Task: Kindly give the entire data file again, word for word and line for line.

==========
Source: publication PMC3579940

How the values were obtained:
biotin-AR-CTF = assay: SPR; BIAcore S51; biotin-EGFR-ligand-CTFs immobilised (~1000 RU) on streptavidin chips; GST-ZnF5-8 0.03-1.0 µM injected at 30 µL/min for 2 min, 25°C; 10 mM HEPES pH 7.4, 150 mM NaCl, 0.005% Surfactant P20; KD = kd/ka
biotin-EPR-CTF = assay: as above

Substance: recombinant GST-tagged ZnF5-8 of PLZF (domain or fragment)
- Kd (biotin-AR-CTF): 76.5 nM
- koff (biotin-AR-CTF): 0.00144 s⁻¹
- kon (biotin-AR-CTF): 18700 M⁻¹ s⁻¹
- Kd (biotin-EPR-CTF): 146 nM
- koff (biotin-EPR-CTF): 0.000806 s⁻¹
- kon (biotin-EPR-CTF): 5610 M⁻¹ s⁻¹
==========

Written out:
Source: publication PMC3579940

How the values were obtained:
biotin-AR-CTF = assay: SPR; BIAcore S51; biotin-EGFR-ligand-CTFs immobilised (~1000 RU) on streptavidin chips; GST-ZnF5-8 0.03-1.0 µM injected at 30 µL/min for 2 min, 25°C; 10 mM HEPES pH 7.4, 150 mM NaCl, 0.005% Surfactant P20; KD = kd/ka
biotin-EPR-CTF = assay: as above

Substance: recombinant GST-tagged ZnF5-8 of PLZF (domain or fragment)
- Kd (biotin-AR-CTF): 76.5 nM
- koff (biotin-AR-CTF): 0.00144 s⁻¹
- kon (biotin-AR-CTF): 18700 M⁻¹ s⁻¹
- Kd (biotin-EPR-CTF): 146 nM
- koff (biotin-EPR-CTF): 0.000806 s⁻¹
- kon (biotin-EPR-CTF): 5610 M⁻¹ s⁻¹